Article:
In the last year I've decided that among my hobbies of blogging, seeking out iced coffee at local cafes, sending emails after midnight, and creating Facebook events for things that could be better coordinated in a group text, I am also a photographer. What this means is, I maintain an active Instagram account and cultivate a specific aesthetic. Sometimes I click over to my profile and just admire my patchwork of filters and life moments.
I am not the first millennial to pride themselves on their Instagram. I wouldn't mind being "Insta-famous." Many blog posts ago, I wrote about growing one's followers. At the time I thought it was a matter of strategic hashtags and luck. I still think it's about those things, but it's also a bigger game.
A few months ago, I created another Instagram account. For a while I had been posting photos of architecture in Richmond's Fan District on my personal account aka people's front stoops and Hanover Avenue. I decided I should stop burying my friends in unsolicited real estate propaganda and I would start an account just for the Fan. Enter @FanDistrictRVA.
The catch is, other than my personal page, I did not advertise that I owned this account. It's sorta like that time I created a Twitter for a secret society and didn't tell anyone. I like to stir the pot. It's a LinkedIn skill. Endorse me.
Because the account was not attached to my name in any way, I shamelessly pursued an empire of followers. That is, I followed seven thousand people and/or robot or business accounts in three days.
That is the trick. You have to follow people. Of course, the commercial gimmicks might also work - there's always the spambot saying "download this app and you'll get 1,000 followers overnight."
But I'm a prude. I wanted real followers. And I also didn't want to download anything.
In following seven thousand accounts, my return was relatively low: I gained about a thousand followers over the next week.
Now there are several sites that allow you to unfollow those that aren't following you. Because if you didn't know, your follower to following ratio matters in the way that Taylor Swift, Selena Gomez, and Katy Perry matter.
I did not want to be following seven thousand strangers with only a measly backing of a thousand (mind you, my personal Instagram account has nowhere near a thousand followers). I sought out these websites to unfollow the ungrateful millennials who hadn't followed me back.
But these websites typically limit you to a daily quota, usually about 25. That is, I can only unfollow 25 people a day. Well, in case you missed the part where I needed to unfollow six thousand people, this was not a plan.
Of course, the websites say you can unfollow more people if you believe in capitalism aka pay up. But while I'm impatient, I'm also cheap. These six thousand ungrateful accounts were not worth my pennies.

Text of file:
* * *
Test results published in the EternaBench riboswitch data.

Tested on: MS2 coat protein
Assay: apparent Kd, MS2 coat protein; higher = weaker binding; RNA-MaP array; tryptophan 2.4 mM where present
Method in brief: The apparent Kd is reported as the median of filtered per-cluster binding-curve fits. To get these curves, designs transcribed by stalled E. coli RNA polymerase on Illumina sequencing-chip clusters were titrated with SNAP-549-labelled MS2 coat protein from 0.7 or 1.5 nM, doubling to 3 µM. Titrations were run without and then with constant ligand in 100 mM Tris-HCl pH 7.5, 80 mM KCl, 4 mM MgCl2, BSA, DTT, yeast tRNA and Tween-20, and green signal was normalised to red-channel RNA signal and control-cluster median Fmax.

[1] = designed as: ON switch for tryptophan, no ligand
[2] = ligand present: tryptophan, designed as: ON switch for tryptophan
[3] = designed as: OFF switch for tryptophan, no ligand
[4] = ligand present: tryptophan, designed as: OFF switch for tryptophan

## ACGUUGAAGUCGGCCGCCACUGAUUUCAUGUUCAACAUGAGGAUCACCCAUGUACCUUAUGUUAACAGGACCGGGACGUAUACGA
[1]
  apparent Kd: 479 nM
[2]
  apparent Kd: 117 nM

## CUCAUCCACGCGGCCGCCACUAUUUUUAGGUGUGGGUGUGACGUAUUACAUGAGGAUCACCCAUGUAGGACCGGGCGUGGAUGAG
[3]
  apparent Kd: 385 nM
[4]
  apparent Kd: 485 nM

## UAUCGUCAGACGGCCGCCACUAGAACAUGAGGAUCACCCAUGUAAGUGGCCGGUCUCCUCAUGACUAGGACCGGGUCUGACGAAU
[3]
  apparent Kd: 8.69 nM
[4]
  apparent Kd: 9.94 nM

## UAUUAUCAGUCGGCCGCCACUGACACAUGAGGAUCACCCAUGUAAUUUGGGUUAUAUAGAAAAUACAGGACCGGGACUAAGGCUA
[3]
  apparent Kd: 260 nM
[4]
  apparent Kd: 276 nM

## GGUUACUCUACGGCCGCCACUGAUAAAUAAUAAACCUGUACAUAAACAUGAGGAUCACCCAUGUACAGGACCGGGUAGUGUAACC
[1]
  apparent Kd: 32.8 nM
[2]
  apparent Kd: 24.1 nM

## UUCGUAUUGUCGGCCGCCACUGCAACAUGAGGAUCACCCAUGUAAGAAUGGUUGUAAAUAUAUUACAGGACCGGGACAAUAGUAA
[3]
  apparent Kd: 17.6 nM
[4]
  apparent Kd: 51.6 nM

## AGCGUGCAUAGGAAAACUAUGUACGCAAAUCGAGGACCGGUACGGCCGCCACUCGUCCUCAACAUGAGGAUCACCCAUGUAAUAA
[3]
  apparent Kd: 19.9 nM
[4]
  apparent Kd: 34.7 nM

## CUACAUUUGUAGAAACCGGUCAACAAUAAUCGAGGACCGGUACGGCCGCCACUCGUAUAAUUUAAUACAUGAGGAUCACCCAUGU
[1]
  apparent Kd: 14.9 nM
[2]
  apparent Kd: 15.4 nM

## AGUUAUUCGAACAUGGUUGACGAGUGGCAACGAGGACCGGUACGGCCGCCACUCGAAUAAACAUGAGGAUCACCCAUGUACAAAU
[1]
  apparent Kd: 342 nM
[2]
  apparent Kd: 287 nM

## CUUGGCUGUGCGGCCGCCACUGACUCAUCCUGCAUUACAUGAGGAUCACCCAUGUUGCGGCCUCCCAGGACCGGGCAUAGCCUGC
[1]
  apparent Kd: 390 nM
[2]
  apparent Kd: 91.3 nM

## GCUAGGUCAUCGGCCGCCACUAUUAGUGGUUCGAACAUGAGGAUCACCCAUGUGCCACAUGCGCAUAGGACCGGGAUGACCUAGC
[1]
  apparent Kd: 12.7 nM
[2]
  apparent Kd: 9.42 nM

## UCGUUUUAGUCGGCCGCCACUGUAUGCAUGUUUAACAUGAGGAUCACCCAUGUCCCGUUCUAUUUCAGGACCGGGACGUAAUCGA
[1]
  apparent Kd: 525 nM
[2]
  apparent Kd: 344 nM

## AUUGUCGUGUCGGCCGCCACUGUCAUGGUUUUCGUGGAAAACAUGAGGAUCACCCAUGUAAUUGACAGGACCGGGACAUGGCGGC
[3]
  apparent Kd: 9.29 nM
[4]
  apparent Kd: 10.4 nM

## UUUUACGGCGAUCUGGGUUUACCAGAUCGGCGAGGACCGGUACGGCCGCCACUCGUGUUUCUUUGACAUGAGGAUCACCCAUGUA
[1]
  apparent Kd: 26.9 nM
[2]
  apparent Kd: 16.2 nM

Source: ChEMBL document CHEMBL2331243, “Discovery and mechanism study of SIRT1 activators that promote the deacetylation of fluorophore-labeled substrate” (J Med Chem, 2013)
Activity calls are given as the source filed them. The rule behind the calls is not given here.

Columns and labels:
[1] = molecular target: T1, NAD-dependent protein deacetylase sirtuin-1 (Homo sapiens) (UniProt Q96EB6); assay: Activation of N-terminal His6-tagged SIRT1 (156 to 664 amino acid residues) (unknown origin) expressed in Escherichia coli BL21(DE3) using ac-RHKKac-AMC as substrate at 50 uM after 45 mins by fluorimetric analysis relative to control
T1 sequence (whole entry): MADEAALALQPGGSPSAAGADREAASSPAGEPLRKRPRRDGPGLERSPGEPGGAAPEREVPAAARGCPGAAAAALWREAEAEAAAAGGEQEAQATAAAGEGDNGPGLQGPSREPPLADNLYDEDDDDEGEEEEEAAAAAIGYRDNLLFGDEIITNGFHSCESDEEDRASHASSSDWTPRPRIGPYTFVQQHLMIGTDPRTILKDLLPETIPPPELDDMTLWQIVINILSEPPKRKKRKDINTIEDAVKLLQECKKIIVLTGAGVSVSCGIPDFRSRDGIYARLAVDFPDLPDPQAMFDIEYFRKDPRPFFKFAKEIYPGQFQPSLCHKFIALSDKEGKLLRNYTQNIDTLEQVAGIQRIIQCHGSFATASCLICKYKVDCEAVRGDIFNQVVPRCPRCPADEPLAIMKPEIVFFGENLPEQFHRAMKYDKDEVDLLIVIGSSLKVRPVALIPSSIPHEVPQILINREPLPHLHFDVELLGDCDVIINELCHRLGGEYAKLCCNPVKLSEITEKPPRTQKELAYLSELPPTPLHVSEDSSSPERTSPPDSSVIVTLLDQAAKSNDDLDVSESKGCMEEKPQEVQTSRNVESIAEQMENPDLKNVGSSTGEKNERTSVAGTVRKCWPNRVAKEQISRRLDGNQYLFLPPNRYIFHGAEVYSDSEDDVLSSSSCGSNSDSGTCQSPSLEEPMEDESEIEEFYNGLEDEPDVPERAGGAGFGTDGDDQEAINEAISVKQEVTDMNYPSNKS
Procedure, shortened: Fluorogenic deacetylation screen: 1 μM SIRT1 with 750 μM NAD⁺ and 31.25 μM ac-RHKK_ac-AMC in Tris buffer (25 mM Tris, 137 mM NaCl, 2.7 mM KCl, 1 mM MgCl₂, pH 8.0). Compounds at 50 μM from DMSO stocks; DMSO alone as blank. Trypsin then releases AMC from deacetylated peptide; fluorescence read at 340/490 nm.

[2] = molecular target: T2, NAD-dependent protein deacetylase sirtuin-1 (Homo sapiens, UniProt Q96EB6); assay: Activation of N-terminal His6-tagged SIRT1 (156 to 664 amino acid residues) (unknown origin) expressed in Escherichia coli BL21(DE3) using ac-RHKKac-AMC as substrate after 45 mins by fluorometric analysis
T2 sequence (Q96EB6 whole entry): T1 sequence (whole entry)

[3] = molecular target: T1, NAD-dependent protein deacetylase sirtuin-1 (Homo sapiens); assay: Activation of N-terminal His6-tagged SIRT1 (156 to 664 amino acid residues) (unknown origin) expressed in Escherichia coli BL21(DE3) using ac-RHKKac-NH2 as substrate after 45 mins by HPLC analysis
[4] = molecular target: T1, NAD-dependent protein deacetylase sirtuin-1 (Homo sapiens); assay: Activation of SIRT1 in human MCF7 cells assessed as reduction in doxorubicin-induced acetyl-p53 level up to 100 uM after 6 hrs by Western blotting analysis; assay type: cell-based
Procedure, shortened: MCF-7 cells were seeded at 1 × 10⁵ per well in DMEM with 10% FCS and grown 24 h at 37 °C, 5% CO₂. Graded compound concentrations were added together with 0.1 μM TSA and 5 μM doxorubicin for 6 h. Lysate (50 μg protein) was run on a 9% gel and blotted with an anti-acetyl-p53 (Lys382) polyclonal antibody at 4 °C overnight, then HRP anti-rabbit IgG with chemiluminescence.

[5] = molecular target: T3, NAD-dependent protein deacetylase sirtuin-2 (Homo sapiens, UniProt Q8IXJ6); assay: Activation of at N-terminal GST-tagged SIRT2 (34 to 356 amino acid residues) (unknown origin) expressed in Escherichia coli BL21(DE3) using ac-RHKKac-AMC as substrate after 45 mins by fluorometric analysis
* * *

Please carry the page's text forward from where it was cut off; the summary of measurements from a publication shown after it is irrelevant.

Over the next few weeks, I did some serious soul searching. I accepted I couldn't get rid of these six thousand pests overnight, and it wasn't that embarrassing if no one knew it was me running the account. And even if it was me running the account, what is so embarrassing about following six thousand strangers? Absolutely nothing. Right? Kylie Jenner, back me up.
But here are the other lessons I've learned:
The average return on following en masse is 4:1.
That is, for every four strangers you follow, one person will follow you back. This assumes you're also producing regularly quality content. Ain't no one going to follow you back if you post crap.
People like content that is thematic.
My personal account is a smorgasbord of travel photos, my pets, and clouds. I gather likes, but nothing like the raves I get when I share the same photo on an account honed for lifestyle (@astoldoverbrunch) or architecture (@fandistrictrva) aka thematic Instagrams.
People like food and fitness.
On the topic of themes, these are the real powerhouses when it comes to gaining followers and likes. If only I had a beach body to more regularly showcase with hashtag #fitness, imagine the empire I'd lead.
I am someone who very rarely post selfies. I think they're self-indulgent and usually the same exact pores in different bathroom lighting. I have been known to follow an acquaintance's private account, discover they post only weekly selfies #selflove, and unfollow. #boybye
That said, people's selfies do remarkably well. My highest like counts come when I display my pearly whites and dead follicles in a close-up.
And I will say, I've become more open to selfies after my friend made the following observation:
"I like selfies because it means that person woke up today and felt great about themselves, and that's a rare thing to feel in this society."
Beware the narcissists.
By this, I mean the accounts that are like my former self - searching for followers and giving nothing in return. You can identify them as the accounts that randomly follow you or like one of your photos and have 33.1K followers already, but only follow 233 people personally.
Don't follow back like a hapless victim. They will unfollow you as soon as you take the bait. They collect souls, not friendship.
Once you have 1K, you get another 1K.
What I've found is, once you cross a certain threshold - between a thousand and two thousand followers - more followers will naturally flock to you without exerting any effort. Again, this assumes you're posting quality content. Do more than selfies (unless you're that gorgeous).
Finally, it's not about the likes.
Okay, it is. But there is a life outside of Instagram. Like, the life you're photographing - the one in front of the iPhone. Make sure you're living that one, too.